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Collaboration Is Cornerstone Of $19B Defense Contract

Lockheed Martin has not REALLY won the $200 billion contract to manufacture the JSF fighter. They won a $19 billion contract for the System Design and Development (SDD) phase

InformationWeek Staff

November 10, 2001

4 Min Read

Lockheed Martin Aeronautics Co.'s ability to share complex project information across an extended supply chain in real time was key in its recent win of a $19 billion Defense Department contract to build 21 supersonic stealth fighters.

New government-procurement rules require defense contractors to communicate effectively to ensure that deadlines are met, costs are controlled, and projects are managed throughout the life cycle of the weapons systems.

The Fort Worth, Texas, unit of Lockheed Martin Corp. developed a real-time collaboration system in anticipation of the contract that can tie together its partners, suppliers, and Defense Department customers via the Internet. The platform lets participants collectively work on product design and engineering tasks as well as supply-chain and life-cycle management issues. Lockheed will host all transactions and own the project data.

The platform will let Defense Department and Lockheed project managers track the daily progress of the project in real time. This is the first major Defense Department project with such a requirement. The contract, which was awarded to the Lockheed unit and partners Northrop Grumman Corp. and BAE Systems on Oct. 26, is the first installment in what could amount to a $200 billion program for 3,000 jet fighters over a 40-year period.

Lockheed all but has the larger production contract sewed up, says AMR Research analyst Michael Burkett. But the company must demonstrate it can use its advanced IT tools to manage the design and manufacturing process with co-development partners. At the same time, Lockheed must design a logistics support system that will be as new and innovative for the Defense Department as it is for Lockheed.

The Defense Department traditionally breaks this type of defense project into two parts--one company or partnership manufactures the plane, and another provides support for planes in the field. The Joint Strike Fighter contract requires Lockheed to take responsibility for both aspects of the project.

The Internet-based tools make it simple for suppliers to link their production and inventory systems with Lockheed, says Mark Peden, Lockheed Martin Aeronautics' CIO. "Whether it's suppliers or new customers, we can get them working with us in a short period of time," he says.

It's unlikely Lockheed would have won the contract without the modern collaboration system, says John Burdett, Lockheed Martin Aeronautics' IT infrastructure architect for the Joint Strike Fighter project. "This is a new era in how we contract for business and how we execute on contracts," he says. The government's demands for deep collaboration are so strict that defense contractors couldn't satisfy them without advanced IT systems, Burdett says.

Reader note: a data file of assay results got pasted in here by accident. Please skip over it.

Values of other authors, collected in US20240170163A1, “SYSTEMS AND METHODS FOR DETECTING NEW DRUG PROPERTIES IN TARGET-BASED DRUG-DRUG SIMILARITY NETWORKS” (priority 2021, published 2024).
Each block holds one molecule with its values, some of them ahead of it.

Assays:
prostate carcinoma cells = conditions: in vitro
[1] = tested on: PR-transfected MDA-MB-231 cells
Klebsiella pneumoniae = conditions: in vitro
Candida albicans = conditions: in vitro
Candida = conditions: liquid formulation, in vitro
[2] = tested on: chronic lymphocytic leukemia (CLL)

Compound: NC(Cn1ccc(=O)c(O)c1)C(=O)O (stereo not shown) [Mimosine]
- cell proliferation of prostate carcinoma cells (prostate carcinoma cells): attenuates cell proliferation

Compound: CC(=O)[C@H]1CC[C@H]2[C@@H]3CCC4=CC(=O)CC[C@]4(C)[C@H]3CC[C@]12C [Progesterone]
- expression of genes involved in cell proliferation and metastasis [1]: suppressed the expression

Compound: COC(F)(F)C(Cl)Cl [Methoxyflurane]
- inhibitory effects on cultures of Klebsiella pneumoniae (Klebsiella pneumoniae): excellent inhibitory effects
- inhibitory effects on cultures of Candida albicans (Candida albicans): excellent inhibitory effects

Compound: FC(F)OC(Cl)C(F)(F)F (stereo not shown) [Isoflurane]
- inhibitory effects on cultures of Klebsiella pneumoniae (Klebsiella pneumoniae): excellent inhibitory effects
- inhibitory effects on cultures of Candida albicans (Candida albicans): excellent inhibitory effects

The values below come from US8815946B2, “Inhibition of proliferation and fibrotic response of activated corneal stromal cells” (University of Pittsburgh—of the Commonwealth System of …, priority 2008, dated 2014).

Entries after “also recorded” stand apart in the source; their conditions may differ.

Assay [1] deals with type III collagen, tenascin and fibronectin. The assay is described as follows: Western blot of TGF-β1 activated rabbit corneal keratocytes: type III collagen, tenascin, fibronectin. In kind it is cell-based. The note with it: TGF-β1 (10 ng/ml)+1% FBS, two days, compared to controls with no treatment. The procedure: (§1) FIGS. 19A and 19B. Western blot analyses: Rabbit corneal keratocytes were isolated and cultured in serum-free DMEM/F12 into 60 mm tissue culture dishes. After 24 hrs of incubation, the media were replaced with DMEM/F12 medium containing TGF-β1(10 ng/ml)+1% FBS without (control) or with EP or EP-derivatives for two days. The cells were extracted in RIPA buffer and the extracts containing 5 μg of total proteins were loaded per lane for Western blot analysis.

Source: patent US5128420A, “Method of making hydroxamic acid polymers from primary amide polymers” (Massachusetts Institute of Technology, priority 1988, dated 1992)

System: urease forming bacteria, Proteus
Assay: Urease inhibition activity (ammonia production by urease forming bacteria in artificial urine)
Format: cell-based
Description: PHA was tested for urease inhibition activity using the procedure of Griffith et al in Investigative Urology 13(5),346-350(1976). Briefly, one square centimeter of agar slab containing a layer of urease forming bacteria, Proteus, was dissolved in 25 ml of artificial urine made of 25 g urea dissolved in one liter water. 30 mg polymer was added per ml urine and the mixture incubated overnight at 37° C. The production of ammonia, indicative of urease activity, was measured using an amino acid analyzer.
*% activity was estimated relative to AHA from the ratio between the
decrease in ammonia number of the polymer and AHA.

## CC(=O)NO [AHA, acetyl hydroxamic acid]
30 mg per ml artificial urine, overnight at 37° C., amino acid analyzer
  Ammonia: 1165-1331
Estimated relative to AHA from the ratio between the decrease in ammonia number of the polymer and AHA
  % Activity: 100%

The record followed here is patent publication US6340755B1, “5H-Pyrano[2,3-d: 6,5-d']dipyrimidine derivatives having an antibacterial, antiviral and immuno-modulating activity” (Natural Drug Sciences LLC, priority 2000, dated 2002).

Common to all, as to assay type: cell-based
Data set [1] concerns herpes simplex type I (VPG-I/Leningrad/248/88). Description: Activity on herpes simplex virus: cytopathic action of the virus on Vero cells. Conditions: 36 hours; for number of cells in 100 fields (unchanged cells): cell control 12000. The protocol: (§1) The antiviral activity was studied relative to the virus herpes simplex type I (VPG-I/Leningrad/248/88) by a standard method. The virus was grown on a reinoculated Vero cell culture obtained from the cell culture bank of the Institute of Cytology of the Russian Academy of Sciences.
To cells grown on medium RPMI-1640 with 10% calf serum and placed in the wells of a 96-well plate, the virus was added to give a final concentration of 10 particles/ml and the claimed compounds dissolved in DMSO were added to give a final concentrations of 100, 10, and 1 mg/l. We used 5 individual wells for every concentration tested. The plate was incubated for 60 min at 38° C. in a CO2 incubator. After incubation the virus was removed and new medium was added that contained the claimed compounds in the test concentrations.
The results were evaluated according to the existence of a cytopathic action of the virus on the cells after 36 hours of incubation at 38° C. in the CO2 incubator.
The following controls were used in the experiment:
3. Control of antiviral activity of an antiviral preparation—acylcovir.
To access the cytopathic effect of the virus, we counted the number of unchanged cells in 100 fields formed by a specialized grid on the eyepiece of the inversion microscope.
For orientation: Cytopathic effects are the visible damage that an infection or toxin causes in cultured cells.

Defense contractors traditionally break up projects among the various partners. Each vendor outsources components of the system to multiple subcontractors, usually meeting every three months to compare progress and evaluate design drawings.

Lockheed Martin Aeronautics used to have 25 to 30 project managers making daily phone calls to suppliers to get deadline updates. The collaboration system gives the company visibility into the inventories and production schedules of suppliers. The system automatically alerts the appropriate manager if a supplier is having problems meeting inventory deadlines.

The Lockheed unit's system is based on two commercial applications--EDS's Metaphase and Parametric Technology Corp.'s Windchill. Metaphase handles engineering, design, and production planning collaboration. Windchill handles program-management, supply-chain, and product life-cycle processes. Windchill also integrates project data with Artemis International Solutions Corp. financials, scheduling, and earned-value reporting tools, and the shop-floor management tools used

for production. Northrop Grumman and BAE also have standardized on Metaphase and Windchill.

Collaborative product design has brought about considerable efficiencies for Lockheed Martin Aeronautics and its partners. The company and its design partners used to work separately on designs. It took lengthy meetings to hammer out design differences. Now, the Lockheed unit, BAE, and Northrop Grumman each assign their best designers and engineers to a particular part of the project, and they work together on the design over the Internet. A drawing that once took 400 hours now takes 125 because of the new system. The design phase of the project has been cut in half. "That's the kind of results you can get virtually without travel when team members all collaborate," Burdett says.

The first 21 Joint Strike Fighter planes are due off the assembly line Nov. 29, 2004, for testing, and the first flight is scheduled for May 2, 2005. Before the manufacturer is awarded the rest of the $200 billion contract to begin full production in 2008, it has to prove it can build the jet on time, on budget, and according to contract requirements.

Burdett's not worried. The company's new IT system lets the government peer over its shoulder as much as it wants to get real-time information on the progress of the project.

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